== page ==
Sussex Spaniel

The Sussex Spaniel is so named because it originally flourished in that English county. The breed can be traced back to at least the eighteenth century to Rosehill Park, near Hastings.


In 1820 Sportsmen’s Repository described the spaniels of Sussex as good working dogs.

Bred and perfected by a number of Sussex landowners, the Sussex Spaniel was ideal to work the clay soil and thick undergrowth through a long day of hunting. In these conditions its habit of “speaking” is useful in informing the guns when they have hit the right line in the cover. These dogs were deep through with well sprung ribs, longer in the back than the Cocker Spaniels of the day, but short and strong in the couplings and with wide thighs and powerful hindquarters. Their coats were thick, dense, seallike and waterproof. Although the small gene pool meant much close breeding, and there was frequently a necessary infusion of Field Spaniel blood, the breed’s golden liver coat has always been a prized hallmark of the pure Sussex.

By the end of the century the Sussex had lost popularity and if it were not for the efforts of two dedicated breeders, the Sussex Spaniel could well have been lost. Working separately, M. Woolland and C. Newington both did much to save and even to improve the breed. In the 1920s Joy Scholefield (who later became Mrs. Freer) began her work with the Sussex — for sixty years she was to shepherd and save the breed. Without her efforts the Sussex would have died out during World War II. Indeed her stock forms the basis of today’s Sussex. The breed is now gaining increased popularity on the show bench while others prove their maintained capabilities in the field.


Like all sporting dogs, the breed should be even-tempered and as much at ease with people as other dogs. Prone to give tongue, this has proved less popular with field trialers, but as more and more game preserve hunting becomes popular, the Sussex Spaniel is likely to come into its own again. The heavy build and frowning expression of the Sussex often belie its energetic and sporting character.


The Sussex Spaniel Standard has gone through several changes over the years, mostly to accommodate the dogs of the day. Consistent throughout, however, is the abundant flat coat of rich golden liver hue. The Sussex is the lowest to ground of all the spaniel family. Allied to this lowness is immense substance on a frame of good, but not exaggerated, length. It is rectangular, long and somewhat massive, but not so extreme as to hinder its active, energetic free movement. It moves with deliberation, in a typically distinctive rolling Sussex action which is, nevertheless, of good ground-covering ability. Its rib cage is long, well sprung and should show no sign of a waist when it is mature.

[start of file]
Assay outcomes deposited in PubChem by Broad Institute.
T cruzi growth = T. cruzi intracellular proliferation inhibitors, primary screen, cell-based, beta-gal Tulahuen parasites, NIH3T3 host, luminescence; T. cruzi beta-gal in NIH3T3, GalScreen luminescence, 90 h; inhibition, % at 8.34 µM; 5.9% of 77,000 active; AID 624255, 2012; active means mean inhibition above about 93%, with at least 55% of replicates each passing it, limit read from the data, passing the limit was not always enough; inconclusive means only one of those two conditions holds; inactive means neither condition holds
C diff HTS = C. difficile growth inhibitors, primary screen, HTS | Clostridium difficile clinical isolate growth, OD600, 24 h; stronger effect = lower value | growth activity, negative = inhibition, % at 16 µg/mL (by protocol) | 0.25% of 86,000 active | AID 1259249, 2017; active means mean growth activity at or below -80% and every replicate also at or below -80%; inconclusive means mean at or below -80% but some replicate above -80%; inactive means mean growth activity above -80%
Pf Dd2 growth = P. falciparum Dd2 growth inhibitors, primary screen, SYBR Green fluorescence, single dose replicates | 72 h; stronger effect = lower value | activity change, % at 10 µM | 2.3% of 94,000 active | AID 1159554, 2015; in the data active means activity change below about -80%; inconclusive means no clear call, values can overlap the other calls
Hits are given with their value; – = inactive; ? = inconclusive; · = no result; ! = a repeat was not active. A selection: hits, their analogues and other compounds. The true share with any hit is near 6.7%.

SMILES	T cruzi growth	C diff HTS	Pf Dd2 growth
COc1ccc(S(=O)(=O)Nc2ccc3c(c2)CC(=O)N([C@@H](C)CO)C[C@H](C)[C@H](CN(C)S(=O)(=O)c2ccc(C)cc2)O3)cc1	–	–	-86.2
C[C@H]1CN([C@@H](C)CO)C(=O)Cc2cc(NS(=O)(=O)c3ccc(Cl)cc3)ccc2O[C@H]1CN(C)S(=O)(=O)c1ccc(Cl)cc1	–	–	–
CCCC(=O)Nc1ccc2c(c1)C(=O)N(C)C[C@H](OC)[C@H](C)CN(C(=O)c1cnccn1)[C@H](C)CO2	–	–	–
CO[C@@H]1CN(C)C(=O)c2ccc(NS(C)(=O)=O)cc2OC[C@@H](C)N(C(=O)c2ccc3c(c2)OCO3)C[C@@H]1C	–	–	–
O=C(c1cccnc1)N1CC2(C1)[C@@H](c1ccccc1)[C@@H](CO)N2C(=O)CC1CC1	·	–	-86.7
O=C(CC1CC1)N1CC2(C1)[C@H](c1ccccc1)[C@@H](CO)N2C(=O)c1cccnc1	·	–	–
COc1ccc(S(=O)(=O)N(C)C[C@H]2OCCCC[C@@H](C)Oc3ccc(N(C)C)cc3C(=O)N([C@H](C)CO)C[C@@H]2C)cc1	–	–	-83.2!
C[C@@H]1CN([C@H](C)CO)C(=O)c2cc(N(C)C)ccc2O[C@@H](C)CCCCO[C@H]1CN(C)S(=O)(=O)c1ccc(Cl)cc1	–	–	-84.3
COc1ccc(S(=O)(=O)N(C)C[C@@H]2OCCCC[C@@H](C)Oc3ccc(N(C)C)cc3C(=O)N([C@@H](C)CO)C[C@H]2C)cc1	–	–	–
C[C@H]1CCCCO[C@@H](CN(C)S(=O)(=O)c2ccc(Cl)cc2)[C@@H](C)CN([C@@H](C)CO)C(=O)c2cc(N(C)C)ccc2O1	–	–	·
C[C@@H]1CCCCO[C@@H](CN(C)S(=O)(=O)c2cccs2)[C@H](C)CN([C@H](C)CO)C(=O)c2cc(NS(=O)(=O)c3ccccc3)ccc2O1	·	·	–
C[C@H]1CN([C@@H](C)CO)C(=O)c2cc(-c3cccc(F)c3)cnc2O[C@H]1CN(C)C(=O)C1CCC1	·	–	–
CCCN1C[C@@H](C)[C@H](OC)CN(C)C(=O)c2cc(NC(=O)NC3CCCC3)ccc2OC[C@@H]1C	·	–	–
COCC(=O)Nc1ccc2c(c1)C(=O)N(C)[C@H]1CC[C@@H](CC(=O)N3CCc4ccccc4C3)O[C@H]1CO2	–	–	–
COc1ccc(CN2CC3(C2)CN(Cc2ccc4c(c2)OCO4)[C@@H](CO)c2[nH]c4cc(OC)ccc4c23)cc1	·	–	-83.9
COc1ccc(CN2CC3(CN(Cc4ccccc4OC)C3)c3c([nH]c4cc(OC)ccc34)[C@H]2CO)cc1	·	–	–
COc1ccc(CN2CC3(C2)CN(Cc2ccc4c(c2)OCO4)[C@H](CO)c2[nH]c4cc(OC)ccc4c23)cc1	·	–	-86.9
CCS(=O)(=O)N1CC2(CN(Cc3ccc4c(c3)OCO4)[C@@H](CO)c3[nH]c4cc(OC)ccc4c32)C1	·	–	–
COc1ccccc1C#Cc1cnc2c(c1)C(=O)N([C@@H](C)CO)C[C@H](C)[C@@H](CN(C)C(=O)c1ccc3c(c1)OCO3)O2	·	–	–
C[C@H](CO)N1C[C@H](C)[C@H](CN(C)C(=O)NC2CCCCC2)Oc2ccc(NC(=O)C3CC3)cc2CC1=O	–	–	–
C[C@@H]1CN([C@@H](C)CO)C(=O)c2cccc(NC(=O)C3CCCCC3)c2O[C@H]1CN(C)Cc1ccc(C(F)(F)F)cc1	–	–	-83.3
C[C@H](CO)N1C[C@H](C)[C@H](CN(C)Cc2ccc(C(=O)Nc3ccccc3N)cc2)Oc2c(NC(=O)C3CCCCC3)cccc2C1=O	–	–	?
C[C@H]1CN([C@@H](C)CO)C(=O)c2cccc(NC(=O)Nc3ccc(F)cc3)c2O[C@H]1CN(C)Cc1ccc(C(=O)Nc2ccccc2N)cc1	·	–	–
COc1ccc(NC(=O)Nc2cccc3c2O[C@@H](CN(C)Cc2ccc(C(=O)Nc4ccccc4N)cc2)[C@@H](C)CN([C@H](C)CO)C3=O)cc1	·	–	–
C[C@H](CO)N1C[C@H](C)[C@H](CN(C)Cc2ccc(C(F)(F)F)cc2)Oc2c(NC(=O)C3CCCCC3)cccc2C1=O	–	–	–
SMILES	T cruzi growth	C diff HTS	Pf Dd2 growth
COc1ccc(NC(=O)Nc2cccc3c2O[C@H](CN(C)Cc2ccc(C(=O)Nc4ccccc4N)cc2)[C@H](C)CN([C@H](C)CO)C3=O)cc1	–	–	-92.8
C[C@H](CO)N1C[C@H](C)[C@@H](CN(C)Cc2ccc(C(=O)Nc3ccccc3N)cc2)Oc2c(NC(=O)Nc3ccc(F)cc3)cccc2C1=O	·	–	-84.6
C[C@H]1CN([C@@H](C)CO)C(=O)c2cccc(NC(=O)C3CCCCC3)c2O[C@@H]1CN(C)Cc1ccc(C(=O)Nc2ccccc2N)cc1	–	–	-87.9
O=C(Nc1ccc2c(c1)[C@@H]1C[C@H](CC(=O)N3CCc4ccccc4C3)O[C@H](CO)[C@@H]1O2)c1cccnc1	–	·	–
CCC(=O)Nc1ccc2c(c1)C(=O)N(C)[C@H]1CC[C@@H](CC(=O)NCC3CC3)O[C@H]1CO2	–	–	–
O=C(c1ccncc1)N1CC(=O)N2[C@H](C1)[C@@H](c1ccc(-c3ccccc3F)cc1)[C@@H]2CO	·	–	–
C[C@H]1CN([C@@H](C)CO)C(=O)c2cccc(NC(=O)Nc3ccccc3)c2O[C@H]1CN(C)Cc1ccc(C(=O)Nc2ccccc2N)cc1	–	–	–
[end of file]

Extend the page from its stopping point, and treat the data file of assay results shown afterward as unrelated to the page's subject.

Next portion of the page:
The Sussex Spaniel is a balanced dog with its head not carried too high just above its backline. It has a good length of neck, well frilled down to its chest. Its head has good brain room and a square muzzle with well-developed lips. It should have a scissors bite but this has been a problem in recent years, happily now much improved. Its legs are short and strong, its hindquarters not overangulated or “Settery.” Its tail set is low.

Today the Sussex is a moderate dog standing 13-15 inches/33-38 cm at the shoulder in the United States and 15-16 inches/38-40 cm in the United Kingdom; it weighs 34-46 pounds/15-20 kg in the United States and about 50 pounds/22.5 kg in the United Kingdom.


The extremely small gene pool has caused difficulties in avoiding some health problems including both heart and joint problems. The eye formation, showing some, but not excessive, haw has been the cause of some entropion in the breed. This is the painful condition of ingrowing eyelashes.

Special Care and Training

An excellent and ardent hunter with great endurance and high intelligence, the Sussex Spaniel possesses an outstanding nose and in spite of being somewhat slow and massive, is a lively worker with a good spaniel tail. Easily trained, it loves to hunt and is an accomplished bird dog. The Sussex Spaniel coat does acquire profuse feathering when mature, so regular grooming is required, but this is rewarded by the glorious sheen and sealskin texture unique to the breed. Many Sussexes still work in the field and take readily to basic gun dog training. Dogs kept as companions should be trained in elementary obedience.


The breed adapts well to family life, enjoying companionship. Like all sporting spaniels, the Sussex is always ready for vigorous exercise, so it should not be allowed to become bored or isolated.

Gallery of Sussex Spaniel